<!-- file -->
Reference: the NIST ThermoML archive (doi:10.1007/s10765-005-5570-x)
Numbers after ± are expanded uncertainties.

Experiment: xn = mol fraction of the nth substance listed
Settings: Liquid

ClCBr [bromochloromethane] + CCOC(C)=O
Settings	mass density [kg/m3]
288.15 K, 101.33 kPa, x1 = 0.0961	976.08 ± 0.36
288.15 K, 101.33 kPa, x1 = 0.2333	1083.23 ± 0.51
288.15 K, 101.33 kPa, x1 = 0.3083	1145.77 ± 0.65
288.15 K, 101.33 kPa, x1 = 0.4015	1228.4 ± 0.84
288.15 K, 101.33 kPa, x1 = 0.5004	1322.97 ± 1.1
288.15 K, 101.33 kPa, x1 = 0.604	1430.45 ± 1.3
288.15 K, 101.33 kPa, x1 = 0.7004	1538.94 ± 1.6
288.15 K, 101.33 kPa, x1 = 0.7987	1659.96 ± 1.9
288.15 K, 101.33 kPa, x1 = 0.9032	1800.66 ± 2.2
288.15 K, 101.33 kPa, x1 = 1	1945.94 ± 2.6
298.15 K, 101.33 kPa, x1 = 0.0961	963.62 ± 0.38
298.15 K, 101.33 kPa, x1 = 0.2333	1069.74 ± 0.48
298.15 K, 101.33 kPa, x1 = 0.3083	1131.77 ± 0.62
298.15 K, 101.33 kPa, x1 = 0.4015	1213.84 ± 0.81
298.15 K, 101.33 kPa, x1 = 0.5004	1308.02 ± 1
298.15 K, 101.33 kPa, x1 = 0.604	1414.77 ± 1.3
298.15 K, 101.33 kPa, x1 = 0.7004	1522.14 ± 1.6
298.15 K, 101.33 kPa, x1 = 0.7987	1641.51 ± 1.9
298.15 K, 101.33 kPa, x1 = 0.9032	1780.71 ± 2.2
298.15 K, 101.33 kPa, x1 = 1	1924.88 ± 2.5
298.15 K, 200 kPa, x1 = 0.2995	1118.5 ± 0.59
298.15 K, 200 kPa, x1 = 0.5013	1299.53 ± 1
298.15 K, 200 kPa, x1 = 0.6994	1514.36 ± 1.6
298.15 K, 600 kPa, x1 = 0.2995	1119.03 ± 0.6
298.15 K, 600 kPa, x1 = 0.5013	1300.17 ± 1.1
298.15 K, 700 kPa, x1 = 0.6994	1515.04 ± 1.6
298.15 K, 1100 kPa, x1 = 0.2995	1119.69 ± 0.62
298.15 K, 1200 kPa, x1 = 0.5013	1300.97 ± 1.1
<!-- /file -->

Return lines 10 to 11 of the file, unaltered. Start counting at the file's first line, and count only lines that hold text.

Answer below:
288.15 K, 101.33 kPa, x1 = 0.4015	1228.4 ± 0.84
288.15 K, 101.33 kPa, x1 = 0.5004	1322.97 ± 1.1